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From composition to performance: musicians at work

This theme-based module draws on a wide variety of musical traditions and periods, including western art music of the last 500 years, jazz, popular and film music, and music of non-western traditions. You’ll examine the processes by which music is formed and transmitted – composition, improvisation, performance, editing, and publication – and social and historical factors that shape those processes. You need appropriate knowledge of harmony, form and score-reading before you start the module; these will enable you to develop technical skills in tasks such as transcribing and editing music. The assessed essays require evaluation of historical and contemporary sources, listening to music and engaging with musical controversies and debates.

Modules count towards OU qualifications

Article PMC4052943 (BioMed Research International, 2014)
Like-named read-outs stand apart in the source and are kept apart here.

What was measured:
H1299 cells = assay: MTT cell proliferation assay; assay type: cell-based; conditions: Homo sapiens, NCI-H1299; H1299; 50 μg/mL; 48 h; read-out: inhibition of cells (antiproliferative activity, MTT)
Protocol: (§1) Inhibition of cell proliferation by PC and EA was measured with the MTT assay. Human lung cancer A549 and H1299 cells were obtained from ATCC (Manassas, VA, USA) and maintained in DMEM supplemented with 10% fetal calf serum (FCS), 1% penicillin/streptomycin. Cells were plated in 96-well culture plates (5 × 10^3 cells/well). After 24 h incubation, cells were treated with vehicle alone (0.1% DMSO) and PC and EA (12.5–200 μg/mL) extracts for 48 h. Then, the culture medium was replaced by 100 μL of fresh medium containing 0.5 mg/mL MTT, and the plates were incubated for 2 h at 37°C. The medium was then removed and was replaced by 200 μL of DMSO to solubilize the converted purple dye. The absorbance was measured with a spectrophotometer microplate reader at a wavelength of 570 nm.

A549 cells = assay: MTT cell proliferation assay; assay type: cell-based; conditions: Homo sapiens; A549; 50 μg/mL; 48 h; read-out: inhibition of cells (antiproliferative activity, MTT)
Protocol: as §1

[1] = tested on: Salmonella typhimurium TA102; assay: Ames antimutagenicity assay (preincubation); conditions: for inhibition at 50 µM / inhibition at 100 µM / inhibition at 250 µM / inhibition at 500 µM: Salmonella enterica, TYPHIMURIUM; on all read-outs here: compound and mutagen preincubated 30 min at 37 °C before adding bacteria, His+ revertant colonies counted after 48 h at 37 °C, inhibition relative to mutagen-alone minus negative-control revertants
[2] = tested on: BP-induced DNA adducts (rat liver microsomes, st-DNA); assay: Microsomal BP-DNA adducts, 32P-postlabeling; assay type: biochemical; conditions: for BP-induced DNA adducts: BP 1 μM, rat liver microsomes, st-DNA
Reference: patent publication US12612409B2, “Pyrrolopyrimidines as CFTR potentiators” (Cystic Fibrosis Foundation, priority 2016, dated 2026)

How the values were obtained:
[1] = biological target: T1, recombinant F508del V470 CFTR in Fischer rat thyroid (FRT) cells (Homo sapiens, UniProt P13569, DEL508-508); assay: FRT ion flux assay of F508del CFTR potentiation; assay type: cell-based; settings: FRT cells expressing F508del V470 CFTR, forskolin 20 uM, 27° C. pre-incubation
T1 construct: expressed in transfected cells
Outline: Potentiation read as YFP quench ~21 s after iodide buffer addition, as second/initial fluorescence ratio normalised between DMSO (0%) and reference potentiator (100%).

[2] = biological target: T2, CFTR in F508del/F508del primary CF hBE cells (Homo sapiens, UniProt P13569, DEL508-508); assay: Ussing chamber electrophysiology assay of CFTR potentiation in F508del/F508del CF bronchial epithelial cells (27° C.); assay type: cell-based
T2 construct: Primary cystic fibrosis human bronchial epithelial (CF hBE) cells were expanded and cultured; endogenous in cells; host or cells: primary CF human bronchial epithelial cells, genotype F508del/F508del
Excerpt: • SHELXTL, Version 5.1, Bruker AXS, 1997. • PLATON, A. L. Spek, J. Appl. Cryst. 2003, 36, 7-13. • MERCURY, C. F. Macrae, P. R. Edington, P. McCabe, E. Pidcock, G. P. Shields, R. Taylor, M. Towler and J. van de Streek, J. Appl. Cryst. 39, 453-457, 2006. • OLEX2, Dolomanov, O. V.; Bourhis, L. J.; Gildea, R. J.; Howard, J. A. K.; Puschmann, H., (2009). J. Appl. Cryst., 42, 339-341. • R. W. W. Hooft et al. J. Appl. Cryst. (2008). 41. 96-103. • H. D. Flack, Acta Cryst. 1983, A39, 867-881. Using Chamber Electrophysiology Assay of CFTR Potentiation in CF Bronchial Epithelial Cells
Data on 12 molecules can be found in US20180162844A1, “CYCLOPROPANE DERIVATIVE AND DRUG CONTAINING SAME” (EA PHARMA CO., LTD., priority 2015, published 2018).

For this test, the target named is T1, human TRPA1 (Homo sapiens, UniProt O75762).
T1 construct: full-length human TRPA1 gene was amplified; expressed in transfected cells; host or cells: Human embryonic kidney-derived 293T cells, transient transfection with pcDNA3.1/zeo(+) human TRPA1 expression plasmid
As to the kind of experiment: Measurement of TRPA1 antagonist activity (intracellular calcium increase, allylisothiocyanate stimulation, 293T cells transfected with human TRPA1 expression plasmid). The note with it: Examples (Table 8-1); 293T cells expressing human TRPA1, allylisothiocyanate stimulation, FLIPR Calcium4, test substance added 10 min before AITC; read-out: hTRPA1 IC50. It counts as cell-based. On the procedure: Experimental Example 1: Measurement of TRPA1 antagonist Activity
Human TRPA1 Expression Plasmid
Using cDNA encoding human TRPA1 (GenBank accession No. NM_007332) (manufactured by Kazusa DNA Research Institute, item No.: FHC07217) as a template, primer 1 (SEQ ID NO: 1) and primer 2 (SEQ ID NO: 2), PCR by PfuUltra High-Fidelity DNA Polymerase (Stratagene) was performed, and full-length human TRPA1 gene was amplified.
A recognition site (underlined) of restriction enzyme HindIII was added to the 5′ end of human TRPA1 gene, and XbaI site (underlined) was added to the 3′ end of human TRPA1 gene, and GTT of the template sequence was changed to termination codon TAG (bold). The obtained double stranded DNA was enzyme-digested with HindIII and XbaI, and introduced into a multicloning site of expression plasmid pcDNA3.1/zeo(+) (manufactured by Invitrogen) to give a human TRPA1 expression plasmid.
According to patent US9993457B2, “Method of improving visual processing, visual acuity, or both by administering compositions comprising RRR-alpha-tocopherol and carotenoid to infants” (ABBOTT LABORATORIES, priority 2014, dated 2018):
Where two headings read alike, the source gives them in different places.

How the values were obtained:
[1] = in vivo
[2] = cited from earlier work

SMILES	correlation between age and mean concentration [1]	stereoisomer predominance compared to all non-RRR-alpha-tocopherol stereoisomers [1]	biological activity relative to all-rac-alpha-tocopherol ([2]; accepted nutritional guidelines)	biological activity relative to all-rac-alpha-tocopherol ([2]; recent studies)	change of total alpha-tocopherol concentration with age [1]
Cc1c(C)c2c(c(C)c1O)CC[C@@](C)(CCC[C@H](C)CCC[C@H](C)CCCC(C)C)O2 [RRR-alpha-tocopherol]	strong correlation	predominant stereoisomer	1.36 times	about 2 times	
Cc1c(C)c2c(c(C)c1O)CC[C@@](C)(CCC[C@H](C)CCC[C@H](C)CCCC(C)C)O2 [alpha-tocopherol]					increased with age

OU qualifications are modular in structure; the credits from this undergraduate-level module could count towards a certificate of higher education, diploma of higher education, foundation degree or honours degree.

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Module

Module code
AA302
Credits
60
Study level
OU SCQF FHEQ
3 10 6
Study method
Distance Learning
Module cost
See Module registration
Entry requirements
See Am I ready?

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What you will study

Much of the music in this module comes from the western art tradition, commonly referred to as the ‘classical’ repertoire, but you will also be studying a good deal of music from outside that tradition, such as popular music, jazz, film music, and music from cultures other than those of western Europe and North America.

You will investigate: